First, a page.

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Shultz Sees O’Neill in Effort to Smooth Over Flap With Envoy : Critical Cable From Ambassador to Argentina Leaked to Newspaper

From Reuters

Secretary of State George P. Shultz went to see House Speaker Thomas P. (Tip) O’Neill Jr. today to try to smooth over a dispute between the irked congressman and the U.S. ambassador in Argentina, U.S. officials said.

The officials, who asked not to be identified, said the dispute--which exploded when the Washington Post today published a cable from Ambassador Frank Ortiz highly critical of O’Neill--was highly embarrassing to the government.

“It couldn’t have come at a worse time, just when the Administration is putting all its efforts into getting the aid package passed,” one official said, referring to a $100-million request for aid to so-called contra rebels fighting the leftist Sandinista government in Nicaragua.

O’Neill said today Ortiz was rude and acted improperly when the Massachusetts Democrat and other House members met Argentine leaders two weeks ago.

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The officials said the Ortiz cable attacked O’Neill and other members of his delegation, accusing them of trying to press Argentine leaders into condemning Washington’s bid to finance weapons for the contras.

The House has voted against the proposal once and is due to consider it again next week. The Senate voted for the proposal by a narrow margin.

President Reagan, in a televised news conference Wednesday night, made a fresh appeal to the House to pass his proposal, saying Nicaragua would not make peace with its neighbors or install a democratic government without more pressure. (Story, Page 13.)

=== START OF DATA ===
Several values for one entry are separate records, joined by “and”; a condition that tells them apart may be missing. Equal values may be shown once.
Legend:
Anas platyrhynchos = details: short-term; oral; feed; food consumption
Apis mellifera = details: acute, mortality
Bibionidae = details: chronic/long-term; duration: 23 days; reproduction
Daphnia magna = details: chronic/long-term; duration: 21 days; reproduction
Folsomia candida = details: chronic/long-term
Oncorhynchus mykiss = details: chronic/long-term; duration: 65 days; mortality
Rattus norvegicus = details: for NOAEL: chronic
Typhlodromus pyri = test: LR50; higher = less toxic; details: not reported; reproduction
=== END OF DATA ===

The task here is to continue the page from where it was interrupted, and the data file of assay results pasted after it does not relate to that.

He said Nicaragua and its Soviet and Cuban allies were determined to turn Central America into a “communist enclave.”

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State Department spokesman Bernard Kalb refused comment on the content of the cable and condemned its leak to the newspaper.

Ortiz “continues to enjoy the confidence of this Administration,” he said.

Kalb said it was routine for an ambassador to report to Washington on conversations between congressional delegations and foreign leaders.

The officials, however, said it was not usual for an ambassador to make strongly critical remarks of congressmen in a cable, even one marked classified, which would have relatively wide circulation in Washington.

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Such criticisms would normally be made through “back channels,” reporting routes with very limited circulation, they said.

O’Neill is a strong opponent of aid to the contras but there is a long American tradition of bipartisan support for U.S. foreign policy.

“From the moment we arrived, our ambassador was kind of resentful that I was there,” O’Neill told reporters.

“There was a rudeness about him, to be perfectly truthful. In our meetings, he constantly interfered,” O’Neill said.

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“There’s no question our ambassador to Argentina broke every rule,” he said.

O’Neill said he and other congressmen went to Argentina at the invitation of President Raul Alfonsin and held frank and open meetings with Argentine officials.

He said there was strong opposition to Reagan’s Central American policy in Argentina and elsewhere in South America.

O’Neill said he did not think Secretary of State Shultz had anything to do with Ortiz’s actions.

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